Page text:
Posts Tagged ‘data-mining’

Chaos over at Cake?

Tuesday, August 17th, 2010

Cake is a blossoming poker network which allows US customers, but a big slice of its credibility has been removed recently.

Since its 2006 inception, Cake Poker has become favoured for its juicy low-mid stakes action, lucrative sign-up bonus, and Daily Lottery Card schemes. But PokerTableRatings, a site that specialises in providing hand histories and player information, uncovered a serious floor in its encryption.

Without resorting to too much technical jargon, ‘encryption’ weaknesses meant that any hacker with access to a player’s network could view his hole cards. The vulnerability extended to server side, which meant a super-user could view all hole card information. Such dangers were ruthlessly exposed in the Ultimate Bet scandal, when super-users including ‘Potripper’ fleeced honest players out of thousands.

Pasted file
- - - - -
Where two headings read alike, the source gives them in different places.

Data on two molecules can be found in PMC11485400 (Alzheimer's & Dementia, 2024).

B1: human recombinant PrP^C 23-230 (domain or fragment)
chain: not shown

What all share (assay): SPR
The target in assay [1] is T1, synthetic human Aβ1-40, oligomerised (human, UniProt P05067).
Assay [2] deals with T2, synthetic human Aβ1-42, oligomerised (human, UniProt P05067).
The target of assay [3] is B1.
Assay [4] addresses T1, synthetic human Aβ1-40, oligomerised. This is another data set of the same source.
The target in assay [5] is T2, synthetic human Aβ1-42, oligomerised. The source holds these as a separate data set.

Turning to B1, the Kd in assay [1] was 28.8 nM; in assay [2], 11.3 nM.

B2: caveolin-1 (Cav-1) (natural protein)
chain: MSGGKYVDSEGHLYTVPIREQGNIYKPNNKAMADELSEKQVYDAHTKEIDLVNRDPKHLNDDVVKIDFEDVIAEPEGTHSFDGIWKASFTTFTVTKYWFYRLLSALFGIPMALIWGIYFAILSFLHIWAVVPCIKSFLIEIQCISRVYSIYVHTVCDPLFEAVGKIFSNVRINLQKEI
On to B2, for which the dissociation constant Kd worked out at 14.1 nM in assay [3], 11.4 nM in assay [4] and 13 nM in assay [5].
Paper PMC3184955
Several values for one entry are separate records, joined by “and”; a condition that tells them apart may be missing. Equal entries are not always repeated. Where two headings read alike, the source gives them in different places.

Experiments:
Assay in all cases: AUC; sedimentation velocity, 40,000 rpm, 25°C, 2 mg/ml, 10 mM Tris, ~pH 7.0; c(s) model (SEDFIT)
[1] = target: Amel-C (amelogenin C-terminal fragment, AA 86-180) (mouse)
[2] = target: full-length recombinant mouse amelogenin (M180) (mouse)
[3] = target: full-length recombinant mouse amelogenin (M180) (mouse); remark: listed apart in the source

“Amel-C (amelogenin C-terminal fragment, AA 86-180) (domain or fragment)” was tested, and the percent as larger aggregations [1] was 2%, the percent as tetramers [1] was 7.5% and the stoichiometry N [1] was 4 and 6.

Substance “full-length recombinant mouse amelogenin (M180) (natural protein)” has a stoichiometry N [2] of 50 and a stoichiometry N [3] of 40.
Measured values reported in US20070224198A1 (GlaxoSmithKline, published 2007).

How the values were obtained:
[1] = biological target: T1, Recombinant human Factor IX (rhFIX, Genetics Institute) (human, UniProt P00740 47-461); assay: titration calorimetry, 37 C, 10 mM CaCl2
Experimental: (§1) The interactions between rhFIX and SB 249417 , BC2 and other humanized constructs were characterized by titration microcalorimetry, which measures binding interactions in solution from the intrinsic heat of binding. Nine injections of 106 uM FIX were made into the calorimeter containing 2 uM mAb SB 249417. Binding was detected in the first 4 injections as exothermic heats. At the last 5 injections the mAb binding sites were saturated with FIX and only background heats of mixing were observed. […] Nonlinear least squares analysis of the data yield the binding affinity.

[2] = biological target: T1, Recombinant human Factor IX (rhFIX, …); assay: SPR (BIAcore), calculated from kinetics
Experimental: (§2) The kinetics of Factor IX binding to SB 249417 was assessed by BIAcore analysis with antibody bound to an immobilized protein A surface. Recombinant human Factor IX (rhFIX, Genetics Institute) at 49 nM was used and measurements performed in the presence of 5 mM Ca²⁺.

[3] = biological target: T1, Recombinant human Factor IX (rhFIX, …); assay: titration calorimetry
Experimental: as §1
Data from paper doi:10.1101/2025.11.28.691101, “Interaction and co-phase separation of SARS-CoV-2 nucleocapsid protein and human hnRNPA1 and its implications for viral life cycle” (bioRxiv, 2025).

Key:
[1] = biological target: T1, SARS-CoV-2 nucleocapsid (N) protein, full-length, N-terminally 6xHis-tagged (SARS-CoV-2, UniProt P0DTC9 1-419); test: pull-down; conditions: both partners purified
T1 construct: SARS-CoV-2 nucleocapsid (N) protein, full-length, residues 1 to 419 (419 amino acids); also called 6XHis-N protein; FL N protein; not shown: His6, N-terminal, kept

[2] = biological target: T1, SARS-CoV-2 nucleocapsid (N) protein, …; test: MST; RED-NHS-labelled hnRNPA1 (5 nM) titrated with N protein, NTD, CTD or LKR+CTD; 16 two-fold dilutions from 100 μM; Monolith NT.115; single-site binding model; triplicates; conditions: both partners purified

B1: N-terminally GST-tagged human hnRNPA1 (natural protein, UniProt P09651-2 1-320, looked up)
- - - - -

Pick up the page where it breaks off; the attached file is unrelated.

As explained by Cake Card room manager Lee Jones, problems arose when Cake switched from the TwoFish encryption algorithm to XOR encoding, instead of resorting to the esteemed SSL encryption code.

But why the suspicion? Does a weak encryption code (as exposed by PTR) necessarily mean abuse? Jones has admitted that several months ago Cake programmers insisted the encryption code was more secure than Cereus, which suggests deceit may have been involved. In response to PTR’s findings, Cake have added the ‘SSL layer in all server-client communications…together with peer verification’. They have also asked UB scandal investigator Serge Ravitch to initiate an official audit.

Despite Jones’s promise of a comprehensive enquiry, several questions remain unanswered.

Why did the programmers originally lie about the ‘fake’ encryption’s security qualities? Was it simply to lighten their workload, or for more devious means? Even if super-users were operating on Cake, it’s unlikely they will be uncovered. The Cake software forbids data-mining, and it allows players to change their nicknames (rendering PTR’s tracking software useless).

Regardless of the confusion surrounding Cake’s encryption, it’s important to stress the phrase ‘innocent until proven guilty’. Let’s just hope Cake Poker avoids the UB path of deception, and keeps us all updated.